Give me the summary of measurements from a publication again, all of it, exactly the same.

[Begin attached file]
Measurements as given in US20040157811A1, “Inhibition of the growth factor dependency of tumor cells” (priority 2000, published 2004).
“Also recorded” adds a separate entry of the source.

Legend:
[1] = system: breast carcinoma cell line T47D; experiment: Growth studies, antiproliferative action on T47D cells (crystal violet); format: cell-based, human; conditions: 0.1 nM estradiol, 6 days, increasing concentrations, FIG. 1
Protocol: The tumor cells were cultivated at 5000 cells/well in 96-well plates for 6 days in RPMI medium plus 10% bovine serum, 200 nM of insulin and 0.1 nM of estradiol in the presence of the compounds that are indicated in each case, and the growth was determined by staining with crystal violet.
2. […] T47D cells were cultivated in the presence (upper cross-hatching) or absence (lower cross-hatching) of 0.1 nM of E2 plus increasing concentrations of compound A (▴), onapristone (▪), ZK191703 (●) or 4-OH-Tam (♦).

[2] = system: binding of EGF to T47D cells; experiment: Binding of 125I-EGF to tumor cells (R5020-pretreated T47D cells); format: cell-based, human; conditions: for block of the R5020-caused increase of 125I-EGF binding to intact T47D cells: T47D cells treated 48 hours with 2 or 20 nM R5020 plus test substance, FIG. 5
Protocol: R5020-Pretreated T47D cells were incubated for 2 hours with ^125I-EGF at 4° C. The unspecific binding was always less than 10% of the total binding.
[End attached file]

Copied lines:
Measurements as given in US20040157811A1, “Inhibition of the growth factor dependency of tumor cells” (priority 2000, published 2004).
“Also recorded” adds a separate entry of the source.

Legend:
[1] = system: breast carcinoma cell line T47D; experiment: Growth studies, antiproliferative action on T47D cells (crystal violet); format: cell-based, human; conditions: 0.1 nM estradiol, 6 days, increasing concentrations, FIG. 1
Protocol: The tumor cells were cultivated at 5000 cells/well in 96-well plates for 6 days in RPMI medium plus 10% bovine serum, 200 nM of insulin and 0.1 nM of estradiol in the presence of the compounds that are indicated in each case, and the growth was determined by staining with crystal violet.
2. […] T47D cells were cultivated in the presence (upper cross-hatching) or absence (lower cross-hatching) of 0.1 nM of E2 plus increasing concentrations of compound A (▴), onapristone (▪), ZK191703 (●) or 4-OH-Tam (♦).

[2] = system: binding of EGF to T47D cells; experiment: Binding of 125I-EGF to tumor cells (R5020-pretreated T47D cells); format: cell-based, human; conditions: for block of the R5020-caused increase of 125I-EGF binding to intact T47D cells: T47D cells treated 48 hours with 2 or 20 nM R5020 plus test substance, FIG. 5
Protocol: R5020-Pretreated T47D cells were incubated for 2 hours with ^125I-EGF at 4° C. The unspecific binding was always less than 10% of the total binding.